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Forest Hills teens learn to care for trees

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Teenagers from the Forest Hills Community House planted six sapling trees May 1 alongside Horace Harding Boulevard near the educational and social services center in an effort to learn about and promote environmental awareness in their neighborhood.

Sixteen of the 29 boys enrolled in the seven-week program sponsored by the Levitt Foundation are taught how to plant and care for trees. During the first two weeks of the program at the 108-25 62nd Drive community house, the kids learned about environmental issues and the value of trees for the atmosphere. The third week involved the planting and the last four weeks will be spent caring for the Honey Locusts and Kentucky Coffeetrees.

“The young men really enjoyed the tree planting,” said Helena Ku, director of children and teen services at the community house. “They loved being outdoors and learning about the environment.”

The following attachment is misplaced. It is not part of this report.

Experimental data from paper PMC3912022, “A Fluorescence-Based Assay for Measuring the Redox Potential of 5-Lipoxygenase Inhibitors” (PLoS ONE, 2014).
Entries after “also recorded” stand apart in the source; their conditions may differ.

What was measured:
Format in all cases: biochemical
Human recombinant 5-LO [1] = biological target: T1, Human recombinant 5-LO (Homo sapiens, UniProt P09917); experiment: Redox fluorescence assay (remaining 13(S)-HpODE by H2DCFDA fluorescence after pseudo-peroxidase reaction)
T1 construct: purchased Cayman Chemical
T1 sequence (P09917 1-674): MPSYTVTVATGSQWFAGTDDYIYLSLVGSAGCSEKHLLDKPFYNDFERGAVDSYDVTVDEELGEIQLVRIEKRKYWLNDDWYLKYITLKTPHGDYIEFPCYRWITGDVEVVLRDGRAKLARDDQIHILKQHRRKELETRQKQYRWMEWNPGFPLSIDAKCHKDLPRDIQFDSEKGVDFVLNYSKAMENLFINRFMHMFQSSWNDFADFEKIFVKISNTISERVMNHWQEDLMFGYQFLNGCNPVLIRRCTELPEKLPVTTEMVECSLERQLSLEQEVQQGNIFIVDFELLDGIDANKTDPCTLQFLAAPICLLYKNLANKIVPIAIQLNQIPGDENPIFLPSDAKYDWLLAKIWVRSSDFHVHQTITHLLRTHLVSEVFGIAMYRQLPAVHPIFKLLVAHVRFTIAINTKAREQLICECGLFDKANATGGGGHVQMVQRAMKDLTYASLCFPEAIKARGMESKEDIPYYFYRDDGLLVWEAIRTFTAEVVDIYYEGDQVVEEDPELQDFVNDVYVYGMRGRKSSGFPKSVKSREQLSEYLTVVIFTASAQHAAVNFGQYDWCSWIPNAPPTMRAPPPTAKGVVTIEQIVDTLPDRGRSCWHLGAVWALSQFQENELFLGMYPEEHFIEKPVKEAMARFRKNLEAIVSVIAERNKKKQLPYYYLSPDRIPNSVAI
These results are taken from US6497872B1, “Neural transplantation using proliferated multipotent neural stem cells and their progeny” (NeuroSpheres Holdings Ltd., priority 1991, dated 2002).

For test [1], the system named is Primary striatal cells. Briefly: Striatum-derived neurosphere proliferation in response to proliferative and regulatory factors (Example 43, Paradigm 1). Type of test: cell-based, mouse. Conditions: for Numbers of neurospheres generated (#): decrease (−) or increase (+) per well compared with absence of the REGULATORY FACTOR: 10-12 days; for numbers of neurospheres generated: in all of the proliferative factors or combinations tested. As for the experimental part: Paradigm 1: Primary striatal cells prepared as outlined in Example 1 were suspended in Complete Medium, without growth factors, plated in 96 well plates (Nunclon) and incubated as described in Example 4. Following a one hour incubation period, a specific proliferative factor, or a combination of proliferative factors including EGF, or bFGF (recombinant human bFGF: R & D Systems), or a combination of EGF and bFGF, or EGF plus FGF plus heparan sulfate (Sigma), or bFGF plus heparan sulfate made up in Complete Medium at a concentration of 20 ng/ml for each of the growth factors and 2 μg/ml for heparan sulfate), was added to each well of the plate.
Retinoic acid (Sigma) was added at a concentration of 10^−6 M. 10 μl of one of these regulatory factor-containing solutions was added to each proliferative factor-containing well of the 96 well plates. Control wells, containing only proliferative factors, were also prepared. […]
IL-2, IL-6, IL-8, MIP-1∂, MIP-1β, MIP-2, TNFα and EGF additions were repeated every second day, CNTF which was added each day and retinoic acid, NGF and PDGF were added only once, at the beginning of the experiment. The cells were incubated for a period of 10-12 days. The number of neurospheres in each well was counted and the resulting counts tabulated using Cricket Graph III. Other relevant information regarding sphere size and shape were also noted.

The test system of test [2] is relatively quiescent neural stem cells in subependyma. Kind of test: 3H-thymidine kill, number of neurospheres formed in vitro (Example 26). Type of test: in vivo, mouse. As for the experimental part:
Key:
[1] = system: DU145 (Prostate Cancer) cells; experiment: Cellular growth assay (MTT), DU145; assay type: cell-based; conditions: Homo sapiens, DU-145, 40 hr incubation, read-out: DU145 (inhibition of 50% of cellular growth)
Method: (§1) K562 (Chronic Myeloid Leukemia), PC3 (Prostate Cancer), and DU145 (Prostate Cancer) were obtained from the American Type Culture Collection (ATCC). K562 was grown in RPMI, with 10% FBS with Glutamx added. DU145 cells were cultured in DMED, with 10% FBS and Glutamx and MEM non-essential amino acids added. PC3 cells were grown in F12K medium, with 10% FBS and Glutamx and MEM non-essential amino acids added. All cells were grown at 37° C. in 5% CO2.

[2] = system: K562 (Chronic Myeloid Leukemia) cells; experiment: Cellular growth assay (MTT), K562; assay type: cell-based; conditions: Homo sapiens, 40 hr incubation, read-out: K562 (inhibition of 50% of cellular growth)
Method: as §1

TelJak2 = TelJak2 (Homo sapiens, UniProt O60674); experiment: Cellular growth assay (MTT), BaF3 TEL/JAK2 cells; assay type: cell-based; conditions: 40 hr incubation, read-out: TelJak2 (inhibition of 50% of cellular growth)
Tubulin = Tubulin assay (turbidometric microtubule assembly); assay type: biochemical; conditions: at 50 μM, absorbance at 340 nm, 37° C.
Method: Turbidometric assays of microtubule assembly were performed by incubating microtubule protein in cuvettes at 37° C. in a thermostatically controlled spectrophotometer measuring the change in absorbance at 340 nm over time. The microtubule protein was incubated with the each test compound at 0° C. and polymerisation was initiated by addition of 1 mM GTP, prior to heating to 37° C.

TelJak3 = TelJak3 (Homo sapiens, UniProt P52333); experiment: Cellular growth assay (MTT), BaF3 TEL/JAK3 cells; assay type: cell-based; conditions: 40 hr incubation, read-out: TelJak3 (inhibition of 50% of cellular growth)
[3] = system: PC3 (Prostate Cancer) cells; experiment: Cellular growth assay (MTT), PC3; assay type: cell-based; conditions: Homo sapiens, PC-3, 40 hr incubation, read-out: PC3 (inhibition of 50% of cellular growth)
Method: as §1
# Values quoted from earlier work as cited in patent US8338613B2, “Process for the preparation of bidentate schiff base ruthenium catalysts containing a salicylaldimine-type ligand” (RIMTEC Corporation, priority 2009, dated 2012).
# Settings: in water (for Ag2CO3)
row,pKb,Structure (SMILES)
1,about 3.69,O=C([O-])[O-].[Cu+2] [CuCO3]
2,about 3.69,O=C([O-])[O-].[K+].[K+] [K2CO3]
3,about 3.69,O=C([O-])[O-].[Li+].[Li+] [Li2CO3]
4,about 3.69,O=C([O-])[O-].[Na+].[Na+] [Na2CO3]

The course is run by the United Neighborhood Houses and the New York Tree Trust, a Parks Department program, and gives the boys from 13 to 16 a chance to receive a tree pruner certificate that they can use to help gain summer employment with the Parks Department or a private tree service company. In earning the certificate, they learn about environmental issues and various types of trees. The hands-on course also teaches the teens how to use planting and pruning tools.

“We’re teaching kids how important the environment is,” said Tim Mercure, director of special projects for the UNH, which is a private non-profit organization that helped put together the program and found the funding for it. “They learn the environmental value of trees,” he said, what this means for the air around them.

UNH helps organize and find funding for after-school educational programs and several social services like meals for the elderly and drug prevention, arts and English as a second language courses. The organization, based in Manhattan, has more than 8,000 employees who provide social services in 36 city community houses and 336 other sites, including many schools.

In Queens, UNH serves the Jacob A. Riis Neighborhood Settlement House at 10-25 41st Ave. in Long Island City and the Sunnyside Community Center at 43-31 39th St.

Reach reporter Brendan Browne by e-mail at Timesledger@aol.com or call 229-0300, Ext. 155.

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